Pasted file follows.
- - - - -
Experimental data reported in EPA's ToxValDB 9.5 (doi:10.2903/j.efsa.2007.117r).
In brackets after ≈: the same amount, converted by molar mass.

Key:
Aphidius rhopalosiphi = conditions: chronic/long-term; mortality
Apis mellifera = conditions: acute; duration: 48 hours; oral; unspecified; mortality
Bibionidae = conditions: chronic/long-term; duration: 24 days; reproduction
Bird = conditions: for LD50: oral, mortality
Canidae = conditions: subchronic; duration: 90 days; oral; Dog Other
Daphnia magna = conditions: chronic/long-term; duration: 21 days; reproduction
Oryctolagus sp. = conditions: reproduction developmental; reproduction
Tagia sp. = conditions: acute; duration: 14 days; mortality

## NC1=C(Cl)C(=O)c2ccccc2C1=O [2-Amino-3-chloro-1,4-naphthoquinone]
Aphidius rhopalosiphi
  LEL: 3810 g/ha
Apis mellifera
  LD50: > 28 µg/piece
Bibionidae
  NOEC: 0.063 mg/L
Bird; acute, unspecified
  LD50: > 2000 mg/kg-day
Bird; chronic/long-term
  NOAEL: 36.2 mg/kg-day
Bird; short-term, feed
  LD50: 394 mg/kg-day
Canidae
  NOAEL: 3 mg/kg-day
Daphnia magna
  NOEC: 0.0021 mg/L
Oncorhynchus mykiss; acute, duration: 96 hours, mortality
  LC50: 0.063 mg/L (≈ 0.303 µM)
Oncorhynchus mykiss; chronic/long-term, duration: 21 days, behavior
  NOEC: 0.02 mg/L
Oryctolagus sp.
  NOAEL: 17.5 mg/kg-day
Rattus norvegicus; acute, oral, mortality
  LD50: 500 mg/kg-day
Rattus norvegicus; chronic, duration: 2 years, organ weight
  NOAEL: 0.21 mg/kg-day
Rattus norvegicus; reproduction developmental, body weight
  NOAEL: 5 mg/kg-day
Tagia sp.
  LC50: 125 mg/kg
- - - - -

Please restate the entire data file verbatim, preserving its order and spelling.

Experimental data reported in EPA's ToxValDB 9.5 (doi:10.2903/j.efsa.2007.117r).
In brackets after ≈: the same amount, converted by molar mass.

Key:
Aphidius rhopalosiphi = conditions: chronic/long-term; mortality
Apis mellifera = conditions: acute; duration: 48 hours; oral; unspecified; mortality
Bibionidae = conditions: chronic/long-term; duration: 24 days; reproduction
Bird = conditions: for LD50: oral, mortality
Canidae = conditions: subchronic; duration: 90 days; oral; Dog Other
Daphnia magna = conditions: chronic/long-term; duration: 21 days; reproduction
Oryctolagus sp. = conditions: reproduction developmental; reproduction
Tagia sp. = conditions: acute; duration: 14 days; mortality

## NC1=C(Cl)C(=O)c2ccccc2C1=O [2-Amino-3-chloro-1,4-naphthoquinone]
Aphidius rhopalosiphi
  LEL: 3810 g/ha
Apis mellifera
  LD50: > 28 µg/piece
Bibionidae
  NOEC: 0.063 mg/L
Bird; acute, unspecified
  LD50: > 2000 mg/kg-day
Bird; chronic/long-term
  NOAEL: 36.2 mg/kg-day
Bird; short-term, feed
  LD50: 394 mg/kg-day
Canidae
  NOAEL: 3 mg/kg-day
Daphnia magna
  NOEC: 0.0021 mg/L
Oncorhynchus mykiss; acute, duration: 96 hours, mortality
  LC50: 0.063 mg/L (≈ 0.303 µM)
Oncorhynchus mykiss; chronic/long-term, duration: 21 days, behavior
  NOEC: 0.02 mg/L
Oryctolagus sp.
  NOAEL: 17.5 mg/kg-day
Rattus norvegicus; acute, oral, mortality
  LD50: 500 mg/kg-day
Rattus norvegicus; chronic, duration: 2 years, organ weight
  NOAEL: 0.21 mg/kg-day
Rattus norvegicus; reproduction developmental, body weight
  NOAEL: 5 mg/kg-day
Tagia sp.
  LC50: 125 mg/kg